By Dave Andrusko
Here’s an update to our June 26 story in which we wrote about West Virginia Attorney General Patrick Morrisey who, in light of the Kermit Gosnell murder trial, had sent a three-page letter to abortion clinics asking for basic information, keyed to what transpired at Gosnell’s Women’s Medical Society abortion clinic.
The Associated Press reported yesterday that both the Kanawha Surgicenter and Women’s Health Center of West Virginia (both based in Charleston) had declined to complete the surveys. The latter cited pending litigation, the former argued they had been singled out “for reasons unrelated to medical care and public health,” reported the AP’s Vicki Smith.
“While we are unaware of any legal obligation to respond to your letter,” Dr. Gorli Harish wrote, “we have no objection confirming that we follow all federal, state and local laws, and that we provide the highest quality of medical care available.”
In his letter to the abortion clinics, Morrisey said the state regulates numerous health professionals–including massage therapists, chiropractors and acupuncturists–“but abortion clinics are neither licensed nor regulated by the state.”
He added, “Regardless of one’s position on abortion, the state needs to evaluate this basic fact.”
The “pending litigation” involves Itai Gravely, who is suing the Women’s Health Center for her 2012 abortion in which she alleges the abortionist left the baby’s head in her uterus.
In her lawsuit, Gravely alleges that Rodney Stephens gave her a sedative to “but during the procedure, Gravely asked to ‘stop’ the abortion because of extreme pain,” the State Journal newspaper reported. “The lawsuit alleges that Stephens ignored Gravely’s request and physically restrained her with the help of clinic assistants. The lawsuit then states that Gravely, still in pain the next day, called an ambulance and was rushed to CAMC Women’s and Children’s Hospital in Charleston. The ultrasound performed by CAMC medical staff showed that Gravely was thirteen weeks pregnant.” The staff then removed remainders of the baby’s corpse.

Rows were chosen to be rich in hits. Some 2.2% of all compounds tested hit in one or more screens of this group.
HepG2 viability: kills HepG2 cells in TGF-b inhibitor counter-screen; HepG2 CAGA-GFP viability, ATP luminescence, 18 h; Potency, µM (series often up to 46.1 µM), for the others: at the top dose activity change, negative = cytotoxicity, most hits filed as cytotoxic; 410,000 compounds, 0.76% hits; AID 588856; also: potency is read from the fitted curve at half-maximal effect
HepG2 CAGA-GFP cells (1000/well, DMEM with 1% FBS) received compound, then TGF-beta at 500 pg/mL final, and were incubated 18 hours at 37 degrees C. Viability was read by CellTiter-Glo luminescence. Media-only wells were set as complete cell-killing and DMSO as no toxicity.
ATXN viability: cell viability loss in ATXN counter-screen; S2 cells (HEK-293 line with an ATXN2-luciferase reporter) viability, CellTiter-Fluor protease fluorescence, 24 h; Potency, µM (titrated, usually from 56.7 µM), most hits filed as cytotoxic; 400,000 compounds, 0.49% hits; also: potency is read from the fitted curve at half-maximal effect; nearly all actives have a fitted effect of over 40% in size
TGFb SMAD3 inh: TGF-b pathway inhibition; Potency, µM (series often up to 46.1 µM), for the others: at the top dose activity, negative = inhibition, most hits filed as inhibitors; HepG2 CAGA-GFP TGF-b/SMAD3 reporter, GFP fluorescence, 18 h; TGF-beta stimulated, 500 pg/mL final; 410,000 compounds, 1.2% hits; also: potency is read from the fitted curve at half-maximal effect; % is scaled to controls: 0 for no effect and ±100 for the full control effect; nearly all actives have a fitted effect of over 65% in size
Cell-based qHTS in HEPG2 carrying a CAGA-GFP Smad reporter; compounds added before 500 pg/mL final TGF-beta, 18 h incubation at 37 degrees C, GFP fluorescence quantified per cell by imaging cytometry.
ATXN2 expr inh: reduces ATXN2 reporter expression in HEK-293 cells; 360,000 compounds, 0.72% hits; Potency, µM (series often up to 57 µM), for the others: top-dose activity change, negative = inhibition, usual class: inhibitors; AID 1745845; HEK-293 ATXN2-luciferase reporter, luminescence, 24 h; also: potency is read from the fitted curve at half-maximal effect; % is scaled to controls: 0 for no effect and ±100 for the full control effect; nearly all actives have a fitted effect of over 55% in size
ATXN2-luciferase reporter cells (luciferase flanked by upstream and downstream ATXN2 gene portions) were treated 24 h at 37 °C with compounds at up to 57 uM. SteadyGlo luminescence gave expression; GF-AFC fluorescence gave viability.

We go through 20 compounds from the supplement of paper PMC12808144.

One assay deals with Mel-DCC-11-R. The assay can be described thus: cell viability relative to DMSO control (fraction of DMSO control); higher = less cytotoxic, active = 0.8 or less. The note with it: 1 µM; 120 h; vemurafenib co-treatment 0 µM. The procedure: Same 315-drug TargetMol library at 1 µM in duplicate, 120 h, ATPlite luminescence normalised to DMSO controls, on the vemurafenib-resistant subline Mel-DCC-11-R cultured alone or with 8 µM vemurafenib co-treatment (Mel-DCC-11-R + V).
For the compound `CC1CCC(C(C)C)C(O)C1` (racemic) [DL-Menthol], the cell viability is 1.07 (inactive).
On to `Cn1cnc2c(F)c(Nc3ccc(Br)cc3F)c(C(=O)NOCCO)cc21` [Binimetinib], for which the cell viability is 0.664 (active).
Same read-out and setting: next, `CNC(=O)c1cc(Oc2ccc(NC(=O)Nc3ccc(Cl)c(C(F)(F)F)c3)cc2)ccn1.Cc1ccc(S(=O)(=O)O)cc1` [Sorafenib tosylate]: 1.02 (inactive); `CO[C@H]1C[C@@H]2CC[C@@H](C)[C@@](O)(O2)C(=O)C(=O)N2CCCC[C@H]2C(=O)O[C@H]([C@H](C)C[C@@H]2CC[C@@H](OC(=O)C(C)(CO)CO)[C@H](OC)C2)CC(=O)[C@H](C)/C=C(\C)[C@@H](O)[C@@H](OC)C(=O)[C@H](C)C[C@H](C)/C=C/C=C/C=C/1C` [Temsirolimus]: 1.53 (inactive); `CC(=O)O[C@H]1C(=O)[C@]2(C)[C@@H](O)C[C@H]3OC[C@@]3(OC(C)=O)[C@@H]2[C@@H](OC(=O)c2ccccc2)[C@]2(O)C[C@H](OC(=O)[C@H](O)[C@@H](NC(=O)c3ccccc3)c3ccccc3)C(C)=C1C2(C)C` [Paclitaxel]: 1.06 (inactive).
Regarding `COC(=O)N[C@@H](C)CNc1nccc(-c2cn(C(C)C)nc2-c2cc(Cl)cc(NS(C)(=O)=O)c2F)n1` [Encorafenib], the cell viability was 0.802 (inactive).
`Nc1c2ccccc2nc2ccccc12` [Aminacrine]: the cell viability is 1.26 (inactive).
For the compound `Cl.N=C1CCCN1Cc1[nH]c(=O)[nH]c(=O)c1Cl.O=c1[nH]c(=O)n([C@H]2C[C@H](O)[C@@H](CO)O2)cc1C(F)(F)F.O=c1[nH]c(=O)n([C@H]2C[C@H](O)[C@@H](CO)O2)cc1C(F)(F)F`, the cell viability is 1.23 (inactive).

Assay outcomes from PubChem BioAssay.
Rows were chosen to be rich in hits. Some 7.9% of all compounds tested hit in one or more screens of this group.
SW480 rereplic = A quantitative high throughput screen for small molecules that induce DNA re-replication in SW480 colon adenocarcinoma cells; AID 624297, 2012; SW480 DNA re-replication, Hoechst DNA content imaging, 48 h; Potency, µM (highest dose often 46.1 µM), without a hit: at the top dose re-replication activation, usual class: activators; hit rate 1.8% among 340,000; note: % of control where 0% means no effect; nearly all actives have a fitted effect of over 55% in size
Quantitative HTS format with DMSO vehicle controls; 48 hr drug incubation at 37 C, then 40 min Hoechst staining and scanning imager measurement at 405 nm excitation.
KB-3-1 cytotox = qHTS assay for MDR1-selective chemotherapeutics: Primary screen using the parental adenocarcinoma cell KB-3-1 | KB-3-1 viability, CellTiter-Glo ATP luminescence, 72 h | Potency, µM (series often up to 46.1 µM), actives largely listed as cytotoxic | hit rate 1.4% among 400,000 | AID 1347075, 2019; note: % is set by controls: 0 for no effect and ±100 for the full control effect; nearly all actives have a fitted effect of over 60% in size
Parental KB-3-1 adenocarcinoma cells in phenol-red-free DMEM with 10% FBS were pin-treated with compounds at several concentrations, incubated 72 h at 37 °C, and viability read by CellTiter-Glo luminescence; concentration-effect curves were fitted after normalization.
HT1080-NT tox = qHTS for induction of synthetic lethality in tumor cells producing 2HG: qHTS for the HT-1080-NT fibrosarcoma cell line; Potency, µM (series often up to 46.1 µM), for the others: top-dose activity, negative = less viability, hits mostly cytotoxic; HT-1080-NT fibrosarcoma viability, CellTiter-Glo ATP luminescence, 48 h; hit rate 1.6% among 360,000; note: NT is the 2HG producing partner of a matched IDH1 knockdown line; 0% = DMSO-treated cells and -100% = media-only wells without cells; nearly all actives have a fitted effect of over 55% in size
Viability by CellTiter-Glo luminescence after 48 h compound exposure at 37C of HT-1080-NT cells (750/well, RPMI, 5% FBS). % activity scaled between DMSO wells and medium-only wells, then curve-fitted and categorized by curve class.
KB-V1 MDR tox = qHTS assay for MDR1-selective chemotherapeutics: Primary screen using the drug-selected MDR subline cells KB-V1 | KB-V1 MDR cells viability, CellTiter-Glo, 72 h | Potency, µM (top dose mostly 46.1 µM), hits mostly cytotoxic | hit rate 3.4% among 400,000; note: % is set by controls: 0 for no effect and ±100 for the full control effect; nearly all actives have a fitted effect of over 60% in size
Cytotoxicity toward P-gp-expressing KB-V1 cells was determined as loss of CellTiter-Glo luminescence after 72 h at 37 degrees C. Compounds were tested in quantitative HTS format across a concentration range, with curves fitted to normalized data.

“Morrisey asked the clinics’ physicians to explain their understanding of state abortion laws and regulations, to list the types of procedures they perform and at what stages in a pregnancy, and to explain how they educate and obtain consent from patients,” Smith reported. “The doctors were also asked to explain how they determine the appropriate amount of anesthesia and what policies they have ensuring patients’ recovery.”
“Morrisey said the answers the clinics provide will help him and staff attorneys, who serve as lawyers for state agencies, to ‘better evaluate the need for regulation,’” the West Virginia Gazette’s Eric Eyre reported last month.